Covering Climate Now Highlights Solutions for Earth Week
The devastating reality of the coronavirus pandemic has increased people's hunger for good news, as The New York Times reported April 14, leading to significant increases in Google searches and follower counts for good news accounts. Just in time, Covering Climate Now (CCNow) is here to meet that need with a week of coverage devoted to climate solutions.
The week of coverage, timed to coincide with the 50th anniversary of Earth Day, will run from April 19 to 26. It will amass stories from CCNow's more than 400 partner news organizations—with a total audience of nearly two billion people—to shine a light on how we can collectively address the climate crisis, from technological innovations like solar panels to policy moves like carbon pricing to activism and local and corporate initiatives.
"Whatever stories your newsroom decides to tell, our collective effort will constitute a solution in its own right," the organization wrote. "As the Canadian climate scientist Katharine Hayhoe says, the most important thing to do about climate change is to talk about it."
#Journalists & @CoveringClimate partners! Join our next joint coverage week (April 19-26) focused on Climate Solut… https://t.co/kONfvP8f6s— Covering Climate Now (@Covering Climate Now)1583409507.0
CCNow was founded in April 2019 by the Columbia Journalism Review and The Nation, in association with The Guardian, in an effort to improve the quantity and quality of climate coverage. It helps its partner news organizations do this by providing best practices and story ideas, hosting conferences, sharing climate stories that partners can republish for free, publicizing its partners' best climate content and organizing coverage weeks like this one.
Its first coverage week was held during the lead-up to the UN Climate Action Summit in September 2019 and generated at least 3,640 stories, according to the Columbia Journalism Review. News outlets said the week succeeded in encouraging them to run more climate stories than they otherwise would have.
"We ended up doing more than two dozen stories that wouldn't have run except for this initiative," a senior editor at Bloomberg told the Columbia Journalism Review.
CCNow's partners range from major wire services like Bloomberg and Reuters to local newspapers and magazines, plus websites like BirdWatching and Literary Hub. EcoWatch is also a partner.
There are lots of solutions stories planned for the coming coverage week. Some examples include:
- A Guardian story about Microsoft's plan to go "carbon negative" by 2030.
- A Nation interview with Michael Pollan about whether psychedelics can treat climate grief.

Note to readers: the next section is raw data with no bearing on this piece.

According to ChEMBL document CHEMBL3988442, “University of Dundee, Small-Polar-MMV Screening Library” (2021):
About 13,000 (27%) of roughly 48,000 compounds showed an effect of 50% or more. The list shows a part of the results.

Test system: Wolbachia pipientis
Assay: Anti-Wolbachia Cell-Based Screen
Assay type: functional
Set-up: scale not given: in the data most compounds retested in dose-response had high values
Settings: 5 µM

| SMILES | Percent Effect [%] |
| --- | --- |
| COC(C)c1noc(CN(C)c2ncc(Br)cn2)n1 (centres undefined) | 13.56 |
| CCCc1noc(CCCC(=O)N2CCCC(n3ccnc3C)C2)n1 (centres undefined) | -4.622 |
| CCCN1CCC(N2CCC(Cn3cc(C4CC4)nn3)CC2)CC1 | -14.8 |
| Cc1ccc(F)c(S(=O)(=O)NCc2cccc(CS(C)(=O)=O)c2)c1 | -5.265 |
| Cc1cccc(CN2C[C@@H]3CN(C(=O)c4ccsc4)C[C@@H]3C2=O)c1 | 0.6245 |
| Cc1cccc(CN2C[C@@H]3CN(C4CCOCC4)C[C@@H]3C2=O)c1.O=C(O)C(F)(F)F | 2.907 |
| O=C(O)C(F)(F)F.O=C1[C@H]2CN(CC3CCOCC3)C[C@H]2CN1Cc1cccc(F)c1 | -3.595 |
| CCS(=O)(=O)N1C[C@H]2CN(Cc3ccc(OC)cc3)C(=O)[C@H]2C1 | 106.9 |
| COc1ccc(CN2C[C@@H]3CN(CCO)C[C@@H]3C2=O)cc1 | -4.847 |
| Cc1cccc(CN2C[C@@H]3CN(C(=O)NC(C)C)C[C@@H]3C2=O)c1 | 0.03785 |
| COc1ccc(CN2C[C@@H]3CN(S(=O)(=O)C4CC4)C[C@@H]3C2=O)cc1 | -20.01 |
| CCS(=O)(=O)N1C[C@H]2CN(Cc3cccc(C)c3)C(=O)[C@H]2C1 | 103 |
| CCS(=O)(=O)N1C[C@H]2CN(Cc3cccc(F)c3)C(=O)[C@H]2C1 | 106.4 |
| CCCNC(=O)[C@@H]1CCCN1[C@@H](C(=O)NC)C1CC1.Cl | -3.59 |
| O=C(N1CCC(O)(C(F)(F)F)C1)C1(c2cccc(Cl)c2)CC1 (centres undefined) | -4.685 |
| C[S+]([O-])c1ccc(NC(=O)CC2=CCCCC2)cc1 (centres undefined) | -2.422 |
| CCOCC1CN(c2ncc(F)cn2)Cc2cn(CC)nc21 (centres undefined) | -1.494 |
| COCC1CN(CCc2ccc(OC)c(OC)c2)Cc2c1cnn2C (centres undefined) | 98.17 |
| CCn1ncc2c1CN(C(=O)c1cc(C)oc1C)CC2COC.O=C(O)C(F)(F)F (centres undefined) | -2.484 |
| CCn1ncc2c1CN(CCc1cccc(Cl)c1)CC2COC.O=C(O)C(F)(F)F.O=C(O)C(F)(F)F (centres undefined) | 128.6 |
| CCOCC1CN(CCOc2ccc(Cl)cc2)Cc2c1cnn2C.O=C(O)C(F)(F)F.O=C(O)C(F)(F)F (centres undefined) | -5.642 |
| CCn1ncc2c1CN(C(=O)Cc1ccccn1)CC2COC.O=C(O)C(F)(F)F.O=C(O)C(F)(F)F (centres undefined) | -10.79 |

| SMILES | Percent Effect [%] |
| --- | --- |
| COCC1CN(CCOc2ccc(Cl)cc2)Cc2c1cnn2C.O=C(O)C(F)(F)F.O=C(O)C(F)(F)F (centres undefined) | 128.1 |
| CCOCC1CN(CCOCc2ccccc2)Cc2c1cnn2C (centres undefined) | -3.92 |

- A Reuters profile of a Hong Kong restaurant that runs without food waste.
- A Times of India piece about how the coronavirus lockdown is leading to cleaner air.
"In the coming days, the Covering Climate Now partners will collectively publish hundreds of stories on climate solutions to create a groundswell of hope at a moment when the world feels bleak," The Guardian wrote in its coverage announcement.
But the coverage will still be rigorous.
"To be clear, highlighting solutions does not mean cheerleading or drifting into activism," CCNow wrote. "Our role as journalists is to report, to explain, to analyze, and to hold the powerful to account. But it is high time the media framing of the climate story shifts from a paralyzing gloom and doom to a clear-headed focus on how to get out of this mess."
This story is published as part of Covering Climate Now, a global journalism collaboration strengthening coverage of the climate story.
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Fractures Among Young Climate Conservatives<p>While young conservatives have united around the urgency of climate change, they remain divided over how to bring their concerns to the ballot box. Some embrace right-wing <a href="https://www.washingtonpost.com/politics/biden-attacks-republican-convention/2020/08/24/434e5b46-e66d-11ea-970a-64c73a1c2392_story.html" target="_blank">attacks</a> painting Biden as a "tool of the left" and find his climate agenda "radical." Others can't find a way to justify voting for Trump, even if it means breaking with their party.</p><p>Patrick Mann from Orange County, California, voted for Trump in 2016. But today, he's leading Aggies for Joe at Texas A&M University and is co-founder of Texas Students for Biden. </p><p>Mann grew up watching wildfires ravage his home state, nearly forcing his family to evacuate in 2017. The GOP is failing to "meet the moment" for climate action, Mann said. He's hoping Biden will deliver on a promise to "<a href="https://www.desmoinesregister.com/story/opinion/columnists/caucus/2020/01/06/joe-biden-democrat-president-iowa-caucus-restore-soul-our-nation/2806422001/" target="_blank">restore the soul of our nation</a>." </p><p>Taylor Walker from Pensacola, Florida, is also determined to make her voice heard on climate, including by casting her first-ever vote for president—but not for Biden.</p>
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